Natural Edge Milo Bowl with Three Legs 6.75″H x 10.75″D by Craig Mason $680
About the Artist
Craig Mason is a Hawai‘i Woodturner who learned to love forests, trees and working with wood at an early age. Woodturning was introduced to him when he was a teenager in woodshop class. He put all his prior interests on hold for several decades while he finished school. Craig Mason also served in the United States Navy, started a private dental practice, and raised a family. From years working with trees salvaged from the waste stream, he developed skills in woodturning and carving . The Hawaiian calabash, with its flowing curves, is his favorite form to carve.
The bark of milo was used for cordage fiber, similarly to hau, but it is inferior in quality to hau and to olona. The tree also yields tannin, dye, oil, medicine and gum, from various parts of the plant. The milo wood was skillfully crafted into poi bowls called `umeke `ai, and into plates, too. Calabashes/bowls of kou wood were more highly prized than those of milo, and were more often used. Milo wood is flavorless, since it is lacking in any unpleasant-tasting sap that could contaminate stored food.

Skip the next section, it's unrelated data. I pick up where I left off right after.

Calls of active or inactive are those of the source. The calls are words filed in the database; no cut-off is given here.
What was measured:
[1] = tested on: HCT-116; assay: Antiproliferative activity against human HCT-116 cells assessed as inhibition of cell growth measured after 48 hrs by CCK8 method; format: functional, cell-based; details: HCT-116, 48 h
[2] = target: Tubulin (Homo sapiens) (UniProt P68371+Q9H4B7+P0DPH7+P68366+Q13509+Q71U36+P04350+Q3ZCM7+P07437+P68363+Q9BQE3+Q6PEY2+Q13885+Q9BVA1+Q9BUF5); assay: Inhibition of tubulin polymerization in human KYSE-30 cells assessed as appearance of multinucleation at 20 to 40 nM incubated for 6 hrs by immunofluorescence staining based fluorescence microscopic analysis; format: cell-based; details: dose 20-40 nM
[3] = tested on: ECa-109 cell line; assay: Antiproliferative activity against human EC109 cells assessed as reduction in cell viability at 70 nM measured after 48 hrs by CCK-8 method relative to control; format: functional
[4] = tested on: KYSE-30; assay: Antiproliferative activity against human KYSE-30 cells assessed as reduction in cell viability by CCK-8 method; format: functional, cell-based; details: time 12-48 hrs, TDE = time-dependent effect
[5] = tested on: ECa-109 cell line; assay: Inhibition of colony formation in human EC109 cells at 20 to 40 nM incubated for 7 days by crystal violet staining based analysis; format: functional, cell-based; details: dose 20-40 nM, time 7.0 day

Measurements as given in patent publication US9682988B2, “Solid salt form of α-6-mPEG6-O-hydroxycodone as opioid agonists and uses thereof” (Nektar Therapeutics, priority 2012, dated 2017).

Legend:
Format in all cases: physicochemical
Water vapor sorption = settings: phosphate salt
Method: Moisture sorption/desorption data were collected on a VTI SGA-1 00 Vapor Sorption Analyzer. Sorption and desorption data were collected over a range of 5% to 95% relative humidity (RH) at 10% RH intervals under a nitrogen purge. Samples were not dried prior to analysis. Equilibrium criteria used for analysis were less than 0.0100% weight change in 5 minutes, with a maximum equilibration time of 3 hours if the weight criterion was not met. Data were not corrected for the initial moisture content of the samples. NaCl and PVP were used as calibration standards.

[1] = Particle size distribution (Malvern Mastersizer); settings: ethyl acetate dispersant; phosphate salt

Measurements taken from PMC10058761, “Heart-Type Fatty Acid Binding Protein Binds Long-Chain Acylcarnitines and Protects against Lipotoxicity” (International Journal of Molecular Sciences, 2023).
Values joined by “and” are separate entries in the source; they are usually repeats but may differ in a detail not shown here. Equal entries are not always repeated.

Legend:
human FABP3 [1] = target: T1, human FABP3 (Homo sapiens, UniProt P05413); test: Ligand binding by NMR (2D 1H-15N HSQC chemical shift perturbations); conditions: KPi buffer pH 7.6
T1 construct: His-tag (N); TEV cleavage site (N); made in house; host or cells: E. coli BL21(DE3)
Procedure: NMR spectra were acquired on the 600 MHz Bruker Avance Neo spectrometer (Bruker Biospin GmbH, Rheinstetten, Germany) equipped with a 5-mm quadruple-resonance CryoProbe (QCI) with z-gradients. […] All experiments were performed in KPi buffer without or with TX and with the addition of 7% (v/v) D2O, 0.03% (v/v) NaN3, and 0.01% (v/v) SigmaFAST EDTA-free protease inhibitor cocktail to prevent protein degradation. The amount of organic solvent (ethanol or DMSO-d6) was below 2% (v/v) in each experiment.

The milo tree is a small to medium-sized one, growing to less than 40 feet high. The trunk can be 2 feet in diameter at full maturity. The bark is corrugated, with scaly twigs. The branches are widely spread and usually horizontal, making for an ideal shade tree. The glossy heart-shaped leaves are 3-5 inches across. Young leaves are edible. Bell-shaped pale yellow flowers with maroon or purple centers turn purplish-pink as they with in their short one day hibiscus life. Following the flowering stage, the one inch diameter seeds grow in globular 5-celled woody cases that have downy hairs on their surface. These remain on the plant for sometime, and ripen only in areas of dry climate.
Milo wood has an attractive grain that takes to a high polish and, in addition to food utensils and containers, was fashioned into paddles and other carved objects, as well as for an occasional canoe, although koa was considered to be the most popular material for canoes”.
The dimensions listed in the ‘additional information’ tab includes packing for shipment.